Preprints
https://doi.org/10.5194/essd-2021-215
https://doi.org/10.5194/essd-2021-215

  17 Aug 2021

17 Aug 2021

Review status: this preprint is currently under review for the journal ESSD.

High temporal resolution hydrometeorological data collected in the tropical Cordillera Blanca, Peru (2004–2020)

Emilio I. Mateo1, Bryan G. Mark1, Robert Å. Hellström2, Michel Baraer3, Jeffrey M. McKenzie4, Thomas Condom5, Alejo Cochachín Rapre6, Gilber Gonzales6, Joe Quijano Gómez6, and Rolando Cesai Crúz Encarnación6 Emilio I. Mateo et al.
  • 1Department of Geography, Byrd Polar and Climate Research Center, The Ohio State University, Columbus, OH, USA
  • 2Department of Geography, Bridgewater State University, Bridgewater, MA, USA
  • 3Département de génie de la construction, École de technologie supérieure, Montreal, QC, Canada
  • 4Department of Earth and Planetary Sciences, McGill University, Montreal, QC, Canada
  • 5Université Grenoble Alpes, CNRS, IRD, Grenoble-INP, Institut des Géosciences de l’Environnement (IGE, UMR 5001), Grenoble, France
  • 6Peruvian National Water Authority, Division of Glaciers and Water Resources, Huaraz, Peru

Abstract. This article provides a comprehensive hydrometeorological dataset collected over the past two decades throughout the Cordillera Blanca, Peru. The data recording sites, located in the upper portion of the Rio Santa valley, also known as the Callejon de Huaylas, span an elevation range of 3738–4750 m a.s.l. As many historical hydrological stations measuring daily discharge across the region became defunct after their installation in the 1950s, there was a need for new stations to be installed and an opportunity to increase the temporal resolution of the streamflow observations. Through inter-institutional collaboration the hydrometeorological network described in this paper was deployed with goals to evaluate how progressive glacier mass loss was impacting stream hydrology, and to better understand the local manifestation of climate change over diurnal to seasonal and interannual time scales. The four automatic weather stations supply detailed meteorological observations, and are situated in a variety of mountain landscapes, with one on a high-mountain pass, another next to a glacial lake, and two in glacially carved valleys. Four additional temperature and relative humidity loggers complement the weather stations within the Llanganuco valley by providing these data across an elevation gradient. The six streamflow gauges are located in tributaries to the Rio Santa and collect high temporal resolution runoff data. The datasets presented here are available freely from https://doi.org/10.4211/hs.059794371790407abd749576df8fd121 (Mateo et al., 2021). Combined, the hydrological and meteorological data collected throughout the Cordillera Blanca enable detailed research of atmospheric and hydrological processes in tropical high-mountain terrain.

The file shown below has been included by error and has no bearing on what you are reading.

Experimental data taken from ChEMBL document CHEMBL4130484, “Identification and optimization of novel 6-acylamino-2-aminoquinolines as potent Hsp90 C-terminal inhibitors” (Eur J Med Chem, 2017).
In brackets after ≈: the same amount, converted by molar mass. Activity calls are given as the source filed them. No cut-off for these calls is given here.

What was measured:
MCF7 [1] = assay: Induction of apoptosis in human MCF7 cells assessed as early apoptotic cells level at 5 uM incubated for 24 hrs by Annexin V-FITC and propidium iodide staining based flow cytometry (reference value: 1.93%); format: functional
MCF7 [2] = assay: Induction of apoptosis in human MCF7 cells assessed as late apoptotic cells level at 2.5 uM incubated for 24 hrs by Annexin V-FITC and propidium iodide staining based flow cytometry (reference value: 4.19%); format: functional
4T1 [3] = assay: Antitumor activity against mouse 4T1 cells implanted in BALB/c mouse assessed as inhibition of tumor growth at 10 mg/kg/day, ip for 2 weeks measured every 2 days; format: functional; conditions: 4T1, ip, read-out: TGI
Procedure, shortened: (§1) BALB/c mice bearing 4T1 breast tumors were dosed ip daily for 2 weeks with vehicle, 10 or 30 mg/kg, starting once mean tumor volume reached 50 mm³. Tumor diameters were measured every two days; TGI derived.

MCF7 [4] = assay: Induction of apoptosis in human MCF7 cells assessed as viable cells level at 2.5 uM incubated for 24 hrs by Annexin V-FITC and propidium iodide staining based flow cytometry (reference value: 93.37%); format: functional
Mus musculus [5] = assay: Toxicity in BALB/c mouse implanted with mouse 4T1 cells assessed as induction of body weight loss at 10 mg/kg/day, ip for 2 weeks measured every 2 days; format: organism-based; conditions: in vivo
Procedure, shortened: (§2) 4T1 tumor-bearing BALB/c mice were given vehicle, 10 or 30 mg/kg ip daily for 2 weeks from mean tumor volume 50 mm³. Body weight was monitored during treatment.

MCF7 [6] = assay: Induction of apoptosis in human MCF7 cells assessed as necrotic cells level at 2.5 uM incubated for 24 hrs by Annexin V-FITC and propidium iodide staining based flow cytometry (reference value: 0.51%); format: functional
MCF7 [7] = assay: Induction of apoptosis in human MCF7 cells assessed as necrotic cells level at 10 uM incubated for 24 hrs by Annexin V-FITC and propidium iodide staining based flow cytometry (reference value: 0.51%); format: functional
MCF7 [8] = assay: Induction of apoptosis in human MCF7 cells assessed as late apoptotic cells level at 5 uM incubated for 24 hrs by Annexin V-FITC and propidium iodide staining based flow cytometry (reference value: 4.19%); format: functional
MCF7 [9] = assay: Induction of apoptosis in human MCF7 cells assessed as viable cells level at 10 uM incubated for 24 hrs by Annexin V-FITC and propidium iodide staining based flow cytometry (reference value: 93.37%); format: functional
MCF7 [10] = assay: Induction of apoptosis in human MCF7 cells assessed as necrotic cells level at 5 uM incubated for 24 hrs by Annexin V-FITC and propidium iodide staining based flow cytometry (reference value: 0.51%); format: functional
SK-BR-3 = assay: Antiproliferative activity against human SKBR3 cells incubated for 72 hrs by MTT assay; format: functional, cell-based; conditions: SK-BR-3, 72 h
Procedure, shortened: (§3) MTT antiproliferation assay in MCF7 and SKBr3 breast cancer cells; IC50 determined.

Emilio I. Mateo et al.

Status: open (until 12 Oct 2021)

Comment types: AC – author | RC – referee | CC – community | EC – editor | CEC – chief editor | : Report abuse
  • RC1: 'Comment on essd-2021-215', Anonymous Referee #1, 13 Sep 2021 reply
  • RC2: 'Comment on essd-2021-215', Anonymous Referee #2, 14 Sep 2021 reply

Emilio I. Mateo et al.

Data sets

High temporal resolution hydrometeorological data collected in the tropical Cordillera Blanca, Peru (2004-2020) Emilio I. Mateo, Bryan G. Mark, Robert Å. Hellström, Michel Baraer, Jeffrey M. McKenzie, Thomas Condom, Alejo Cochachín Rapre, Gilber Gonzales, Joe Quijano Gómez, Rolando Cesai Crúz Encarnación https://doi.org/10.4211/hs.059794371790407abd749576df8fd121

Emilio I. Mateo et al.

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Short summary
This article provides detailed and comprehensive hydrological and meteorological datasets collected over the past two decades throughout the Cordillera Blanca, Peru. With four weather stations and six streamflow gauges ranging from 3738–4750 m above sea level, this network displays a vertical breadth of data and enables detailed research of atmospheric and hydrological processes in a tropical high mountain region.